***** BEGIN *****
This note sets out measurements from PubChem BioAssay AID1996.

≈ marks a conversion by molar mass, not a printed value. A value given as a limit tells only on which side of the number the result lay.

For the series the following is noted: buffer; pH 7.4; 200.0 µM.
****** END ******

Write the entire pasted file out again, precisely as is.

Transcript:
This note sets out measurements from PubChem BioAssay AID1996.

≈ marks a conversion by molar mass, not a printed value. A value given as a limit tells only on which side of the number the result lay.

For the series the following is noted: buffer; pH 7.4; 200.0 µM.